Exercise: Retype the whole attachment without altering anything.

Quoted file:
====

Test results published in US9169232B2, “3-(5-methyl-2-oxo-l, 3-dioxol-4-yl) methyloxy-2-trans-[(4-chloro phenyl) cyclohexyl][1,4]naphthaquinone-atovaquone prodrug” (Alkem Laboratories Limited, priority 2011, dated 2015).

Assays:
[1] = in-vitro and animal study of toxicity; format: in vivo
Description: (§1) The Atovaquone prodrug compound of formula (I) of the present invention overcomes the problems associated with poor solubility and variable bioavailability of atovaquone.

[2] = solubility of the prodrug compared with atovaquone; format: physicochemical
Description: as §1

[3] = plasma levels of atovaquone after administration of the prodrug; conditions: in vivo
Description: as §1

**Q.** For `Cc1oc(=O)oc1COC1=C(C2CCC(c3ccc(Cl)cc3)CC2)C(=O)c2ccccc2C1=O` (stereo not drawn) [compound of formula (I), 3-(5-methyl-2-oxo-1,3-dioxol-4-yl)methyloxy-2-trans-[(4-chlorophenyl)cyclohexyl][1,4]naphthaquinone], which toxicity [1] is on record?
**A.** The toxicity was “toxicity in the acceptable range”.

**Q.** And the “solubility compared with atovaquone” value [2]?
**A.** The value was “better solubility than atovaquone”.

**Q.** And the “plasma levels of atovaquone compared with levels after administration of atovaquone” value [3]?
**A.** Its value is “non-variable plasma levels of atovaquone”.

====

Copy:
Test results published in US9169232B2, “3-(5-methyl-2-oxo-l, 3-dioxol-4-yl) methyloxy-2-trans-[(4-chloro phenyl) cyclohexyl][1,4]naphthaquinone-atovaquone prodrug” (Alkem Laboratories Limited, priority 2011, dated 2015).

Assays:
[1] = in-vitro and animal study of toxicity; format: in vivo
Description: (§1) The Atovaquone prodrug compound of formula (I) of the present invention overcomes the problems associated with poor solubility and variable bioavailability of atovaquone.

[2] = solubility of the prodrug compared with atovaquone; format: physicochemical
Description: as §1

[3] = plasma levels of atovaquone after administration of the prodrug; conditions: in vivo
Description: as §1

**Q.** For `Cc1oc(=O)oc1COC1=C(C2CCC(c3ccc(Cl)cc3)CC2)C(=O)c2ccccc2C1=O` (stereo not drawn) [compound of formula (I), 3-(5-methyl-2-oxo-1,3-dioxol-4-yl)methyloxy-2-trans-[(4-chlorophenyl)cyclohexyl][1,4]naphthaquinone], which toxicity [1] is on record?
**A.** The toxicity was “toxicity in the acceptable range”.

**Q.** And the “solubility compared with atovaquone” value [2]?
**A.** The value was “better solubility than atovaquone”.

**Q.** And the “plasma levels of atovaquone compared with levels after administration of atovaquone” value [3]?
**A.** Its value is “non-variable plasma levels of atovaquone”.